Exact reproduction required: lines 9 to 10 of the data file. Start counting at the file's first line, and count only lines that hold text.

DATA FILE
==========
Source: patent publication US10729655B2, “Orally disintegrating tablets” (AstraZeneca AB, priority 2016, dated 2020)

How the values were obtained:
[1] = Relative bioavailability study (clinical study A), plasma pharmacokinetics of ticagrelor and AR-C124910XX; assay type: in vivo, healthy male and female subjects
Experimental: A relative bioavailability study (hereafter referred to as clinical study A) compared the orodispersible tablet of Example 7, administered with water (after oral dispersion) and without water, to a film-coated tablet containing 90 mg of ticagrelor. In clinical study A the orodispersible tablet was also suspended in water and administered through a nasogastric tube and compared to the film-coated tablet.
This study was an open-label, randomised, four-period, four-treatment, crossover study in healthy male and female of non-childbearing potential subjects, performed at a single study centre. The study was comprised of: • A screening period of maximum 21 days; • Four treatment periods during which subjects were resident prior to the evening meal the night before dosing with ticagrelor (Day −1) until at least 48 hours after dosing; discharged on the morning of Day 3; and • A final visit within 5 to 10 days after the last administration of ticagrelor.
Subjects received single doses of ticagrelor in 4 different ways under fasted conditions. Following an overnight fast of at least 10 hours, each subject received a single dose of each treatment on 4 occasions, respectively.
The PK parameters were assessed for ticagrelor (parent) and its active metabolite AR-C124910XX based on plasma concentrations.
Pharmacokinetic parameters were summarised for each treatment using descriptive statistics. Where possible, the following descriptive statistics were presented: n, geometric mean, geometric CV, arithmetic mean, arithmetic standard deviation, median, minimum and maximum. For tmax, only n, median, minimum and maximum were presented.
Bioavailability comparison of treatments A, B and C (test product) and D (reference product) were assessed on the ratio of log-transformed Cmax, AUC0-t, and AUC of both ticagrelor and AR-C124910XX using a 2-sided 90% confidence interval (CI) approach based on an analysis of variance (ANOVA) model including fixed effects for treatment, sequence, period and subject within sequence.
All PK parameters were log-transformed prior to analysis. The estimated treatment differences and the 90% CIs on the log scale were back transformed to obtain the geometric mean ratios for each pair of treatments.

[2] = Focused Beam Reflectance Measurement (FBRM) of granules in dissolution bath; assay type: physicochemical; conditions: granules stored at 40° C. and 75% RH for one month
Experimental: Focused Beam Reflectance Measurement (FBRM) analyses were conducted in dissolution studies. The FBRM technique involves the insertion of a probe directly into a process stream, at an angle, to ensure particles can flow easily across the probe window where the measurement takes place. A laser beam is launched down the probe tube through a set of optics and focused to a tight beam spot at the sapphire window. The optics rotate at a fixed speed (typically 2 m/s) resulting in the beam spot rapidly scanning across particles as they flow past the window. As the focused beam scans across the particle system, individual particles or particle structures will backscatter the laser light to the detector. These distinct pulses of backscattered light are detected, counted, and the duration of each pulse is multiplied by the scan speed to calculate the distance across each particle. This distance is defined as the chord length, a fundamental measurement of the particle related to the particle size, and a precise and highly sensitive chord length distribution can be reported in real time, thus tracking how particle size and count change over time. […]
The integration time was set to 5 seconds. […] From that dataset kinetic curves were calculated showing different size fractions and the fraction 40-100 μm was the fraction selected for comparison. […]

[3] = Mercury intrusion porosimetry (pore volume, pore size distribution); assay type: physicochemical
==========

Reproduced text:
Bioavailability comparison of treatments A, B and C (test product) and D (reference product) were assessed on the ratio of log-transformed Cmax, AUC0-t, and AUC of both ticagrelor and AR-C124910XX using a 2-sided 90% confidence interval (CI) approach based on an analysis of variance (ANOVA) model including fixed effects for treatment, sequence, period and subject within sequence.
All PK parameters were log-transformed prior to analysis. The estimated treatment differences and the 90% CIs on the log scale were back transformed to obtain the geometric mean ratios for each pair of treatments.